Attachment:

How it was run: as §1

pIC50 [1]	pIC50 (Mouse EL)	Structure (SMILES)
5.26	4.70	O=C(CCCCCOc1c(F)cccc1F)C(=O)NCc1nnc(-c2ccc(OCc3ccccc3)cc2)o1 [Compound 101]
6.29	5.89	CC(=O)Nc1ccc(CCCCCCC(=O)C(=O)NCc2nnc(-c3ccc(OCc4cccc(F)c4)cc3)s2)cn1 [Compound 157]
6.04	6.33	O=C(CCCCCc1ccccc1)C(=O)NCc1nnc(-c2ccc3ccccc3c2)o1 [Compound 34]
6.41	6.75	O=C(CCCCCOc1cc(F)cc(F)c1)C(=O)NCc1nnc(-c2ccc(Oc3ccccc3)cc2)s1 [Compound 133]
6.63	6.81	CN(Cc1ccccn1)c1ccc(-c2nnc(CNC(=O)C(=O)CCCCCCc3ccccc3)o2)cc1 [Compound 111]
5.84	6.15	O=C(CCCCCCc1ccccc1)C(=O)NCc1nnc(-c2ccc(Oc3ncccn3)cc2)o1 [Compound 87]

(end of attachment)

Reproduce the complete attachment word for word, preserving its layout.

How it was run: as §1

pIC50 [1]	pIC50 (Mouse EL)	Structure (SMILES)
5.26	4.70	O=C(CCCCCOc1c(F)cccc1F)C(=O)NCc1nnc(-c2ccc(OCc3ccccc3)cc2)o1 [Compound 101]
6.29	5.89	CC(=O)Nc1ccc(CCCCCCC(=O)C(=O)NCc2nnc(-c3ccc(OCc4cccc(F)c4)cc3)s2)cn1 [Compound 157]
6.04	6.33	O=C(CCCCCc1ccccc1)C(=O)NCc1nnc(-c2ccc3ccccc3c2)o1 [Compound 34]
6.41	6.75	O=C(CCCCCOc1cc(F)cc(F)c1)C(=O)NCc1nnc(-c2ccc(Oc3ccccc3)cc2)s1 [Compound 133]
6.63	6.81	CN(Cc1ccccn1)c1ccc(-c2nnc(CNC(=O)C(=O)CCCCCCc3ccccc3)o2)cc1 [Compound 111]
5.84	6.15	O=C(CCCCCCc1ccccc1)C(=O)NCc1nnc(-c2ccc(Oc3ncccn3)cc2)o1 [Compound 87]